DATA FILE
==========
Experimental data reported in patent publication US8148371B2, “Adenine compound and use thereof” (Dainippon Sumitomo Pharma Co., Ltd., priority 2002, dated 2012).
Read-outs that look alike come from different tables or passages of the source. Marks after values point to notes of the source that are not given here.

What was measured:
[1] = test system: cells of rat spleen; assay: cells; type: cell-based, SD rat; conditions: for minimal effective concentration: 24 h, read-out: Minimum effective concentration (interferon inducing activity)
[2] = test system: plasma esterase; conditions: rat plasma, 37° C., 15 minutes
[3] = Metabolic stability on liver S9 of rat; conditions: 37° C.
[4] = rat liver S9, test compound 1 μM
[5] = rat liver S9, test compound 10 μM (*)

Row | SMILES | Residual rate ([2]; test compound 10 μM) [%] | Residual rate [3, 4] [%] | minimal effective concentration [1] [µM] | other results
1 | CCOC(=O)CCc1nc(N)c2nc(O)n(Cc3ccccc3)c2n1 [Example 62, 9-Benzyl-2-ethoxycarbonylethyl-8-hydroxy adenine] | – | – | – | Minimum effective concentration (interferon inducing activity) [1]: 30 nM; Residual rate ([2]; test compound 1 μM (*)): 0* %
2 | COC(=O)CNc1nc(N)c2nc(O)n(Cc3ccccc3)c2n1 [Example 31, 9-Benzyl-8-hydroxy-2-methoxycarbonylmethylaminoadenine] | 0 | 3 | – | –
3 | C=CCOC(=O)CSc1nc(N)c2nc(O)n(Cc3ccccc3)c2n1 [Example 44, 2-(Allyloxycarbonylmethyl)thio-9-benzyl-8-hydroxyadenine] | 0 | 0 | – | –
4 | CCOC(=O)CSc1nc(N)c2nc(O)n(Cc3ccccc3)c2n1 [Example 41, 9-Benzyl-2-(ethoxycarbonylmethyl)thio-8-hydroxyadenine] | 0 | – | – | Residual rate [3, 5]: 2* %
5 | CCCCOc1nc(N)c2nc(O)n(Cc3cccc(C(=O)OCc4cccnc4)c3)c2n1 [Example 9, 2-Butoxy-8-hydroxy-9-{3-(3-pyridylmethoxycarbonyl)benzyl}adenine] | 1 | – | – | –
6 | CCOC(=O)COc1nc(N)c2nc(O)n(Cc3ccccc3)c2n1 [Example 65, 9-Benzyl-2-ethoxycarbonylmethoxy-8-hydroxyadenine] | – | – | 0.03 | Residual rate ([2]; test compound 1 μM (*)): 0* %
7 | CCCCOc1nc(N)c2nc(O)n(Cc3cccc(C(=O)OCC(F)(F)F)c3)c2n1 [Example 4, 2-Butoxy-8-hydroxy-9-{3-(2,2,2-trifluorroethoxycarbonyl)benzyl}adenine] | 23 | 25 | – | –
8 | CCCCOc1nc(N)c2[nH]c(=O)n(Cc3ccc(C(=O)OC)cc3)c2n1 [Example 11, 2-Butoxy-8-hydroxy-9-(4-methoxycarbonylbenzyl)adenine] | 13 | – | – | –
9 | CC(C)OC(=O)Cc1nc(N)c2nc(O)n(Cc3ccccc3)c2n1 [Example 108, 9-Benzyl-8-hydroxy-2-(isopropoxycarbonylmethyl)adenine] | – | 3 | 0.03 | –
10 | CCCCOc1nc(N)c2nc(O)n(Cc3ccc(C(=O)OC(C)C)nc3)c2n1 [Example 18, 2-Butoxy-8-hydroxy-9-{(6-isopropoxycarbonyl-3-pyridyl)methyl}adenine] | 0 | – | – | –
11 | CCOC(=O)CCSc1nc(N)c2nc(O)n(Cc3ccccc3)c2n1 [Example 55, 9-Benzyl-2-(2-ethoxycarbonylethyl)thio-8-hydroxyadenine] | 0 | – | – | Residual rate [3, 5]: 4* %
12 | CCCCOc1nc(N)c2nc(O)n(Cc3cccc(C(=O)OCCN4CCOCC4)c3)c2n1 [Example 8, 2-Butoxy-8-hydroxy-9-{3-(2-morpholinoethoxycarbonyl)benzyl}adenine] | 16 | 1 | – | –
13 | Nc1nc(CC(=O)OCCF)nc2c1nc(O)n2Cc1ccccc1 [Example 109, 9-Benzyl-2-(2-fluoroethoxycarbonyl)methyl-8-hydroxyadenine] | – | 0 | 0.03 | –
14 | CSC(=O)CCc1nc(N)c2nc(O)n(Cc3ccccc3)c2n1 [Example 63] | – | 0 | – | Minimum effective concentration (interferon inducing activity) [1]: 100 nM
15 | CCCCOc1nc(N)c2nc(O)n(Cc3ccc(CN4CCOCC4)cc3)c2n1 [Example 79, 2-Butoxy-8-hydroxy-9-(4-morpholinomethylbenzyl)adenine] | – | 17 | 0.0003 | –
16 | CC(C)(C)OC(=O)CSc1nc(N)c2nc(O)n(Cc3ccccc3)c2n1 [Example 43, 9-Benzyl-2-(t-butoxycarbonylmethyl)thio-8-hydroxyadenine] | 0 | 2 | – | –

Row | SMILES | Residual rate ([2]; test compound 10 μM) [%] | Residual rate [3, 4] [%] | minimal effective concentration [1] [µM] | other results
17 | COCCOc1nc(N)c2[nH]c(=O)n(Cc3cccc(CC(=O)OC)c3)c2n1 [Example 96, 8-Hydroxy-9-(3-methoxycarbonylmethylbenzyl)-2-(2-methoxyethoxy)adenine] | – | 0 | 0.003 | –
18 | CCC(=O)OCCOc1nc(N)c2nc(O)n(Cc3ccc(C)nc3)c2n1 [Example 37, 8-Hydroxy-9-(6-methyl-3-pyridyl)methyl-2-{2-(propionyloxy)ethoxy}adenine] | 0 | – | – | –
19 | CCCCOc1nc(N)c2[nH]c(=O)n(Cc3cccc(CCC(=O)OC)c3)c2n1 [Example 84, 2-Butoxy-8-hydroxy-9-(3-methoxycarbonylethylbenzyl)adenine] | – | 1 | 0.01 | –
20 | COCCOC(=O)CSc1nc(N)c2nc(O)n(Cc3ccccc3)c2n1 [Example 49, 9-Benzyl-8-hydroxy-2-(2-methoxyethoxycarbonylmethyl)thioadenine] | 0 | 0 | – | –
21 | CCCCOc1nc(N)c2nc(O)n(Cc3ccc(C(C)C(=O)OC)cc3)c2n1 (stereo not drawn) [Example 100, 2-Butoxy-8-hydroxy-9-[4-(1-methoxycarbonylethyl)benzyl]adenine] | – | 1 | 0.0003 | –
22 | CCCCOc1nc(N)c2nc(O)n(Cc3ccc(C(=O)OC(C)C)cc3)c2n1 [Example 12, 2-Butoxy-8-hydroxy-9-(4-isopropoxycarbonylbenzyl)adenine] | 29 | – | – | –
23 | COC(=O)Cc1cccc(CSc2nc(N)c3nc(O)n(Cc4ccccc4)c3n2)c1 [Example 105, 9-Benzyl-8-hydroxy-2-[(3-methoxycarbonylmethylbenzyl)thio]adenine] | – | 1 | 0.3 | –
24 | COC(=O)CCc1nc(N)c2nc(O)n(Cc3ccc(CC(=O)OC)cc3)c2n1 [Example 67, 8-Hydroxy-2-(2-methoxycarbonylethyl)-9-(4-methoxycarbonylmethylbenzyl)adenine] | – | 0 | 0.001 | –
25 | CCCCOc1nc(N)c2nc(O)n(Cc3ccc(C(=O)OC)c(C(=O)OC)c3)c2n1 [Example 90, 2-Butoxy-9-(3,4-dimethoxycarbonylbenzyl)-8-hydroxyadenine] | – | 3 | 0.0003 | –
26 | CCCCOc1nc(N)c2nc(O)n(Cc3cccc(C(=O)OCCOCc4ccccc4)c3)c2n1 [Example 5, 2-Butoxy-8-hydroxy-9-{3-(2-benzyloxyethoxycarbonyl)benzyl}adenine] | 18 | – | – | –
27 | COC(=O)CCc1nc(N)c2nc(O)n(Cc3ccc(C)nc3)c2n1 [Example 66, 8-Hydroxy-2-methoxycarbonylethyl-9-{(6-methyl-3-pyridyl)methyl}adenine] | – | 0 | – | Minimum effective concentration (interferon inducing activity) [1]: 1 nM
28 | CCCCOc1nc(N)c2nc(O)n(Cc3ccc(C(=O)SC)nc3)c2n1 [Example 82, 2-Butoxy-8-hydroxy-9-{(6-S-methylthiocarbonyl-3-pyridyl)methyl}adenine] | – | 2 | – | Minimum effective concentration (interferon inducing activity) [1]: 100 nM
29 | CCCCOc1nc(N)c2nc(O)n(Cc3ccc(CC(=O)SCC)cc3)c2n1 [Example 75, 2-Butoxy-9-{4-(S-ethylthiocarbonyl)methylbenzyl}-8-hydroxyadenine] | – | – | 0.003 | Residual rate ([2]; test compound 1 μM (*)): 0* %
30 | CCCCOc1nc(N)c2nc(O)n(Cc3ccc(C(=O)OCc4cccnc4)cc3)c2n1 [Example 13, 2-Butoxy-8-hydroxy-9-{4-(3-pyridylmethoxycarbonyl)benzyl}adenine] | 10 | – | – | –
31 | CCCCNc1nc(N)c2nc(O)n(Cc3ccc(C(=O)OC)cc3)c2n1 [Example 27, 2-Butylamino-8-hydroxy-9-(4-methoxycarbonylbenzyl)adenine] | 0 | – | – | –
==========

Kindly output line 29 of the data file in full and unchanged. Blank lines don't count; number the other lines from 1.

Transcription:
19 | CCCCOc1nc(N)c2[nH]c(=O)n(Cc3cccc(CCC(=O)OC)c3)c2n1 [Example 84, 2-Butoxy-8-hydroxy-9-(3-methoxycarbonylethylbenzyl)adenine] | – | 1 | 0.01 | –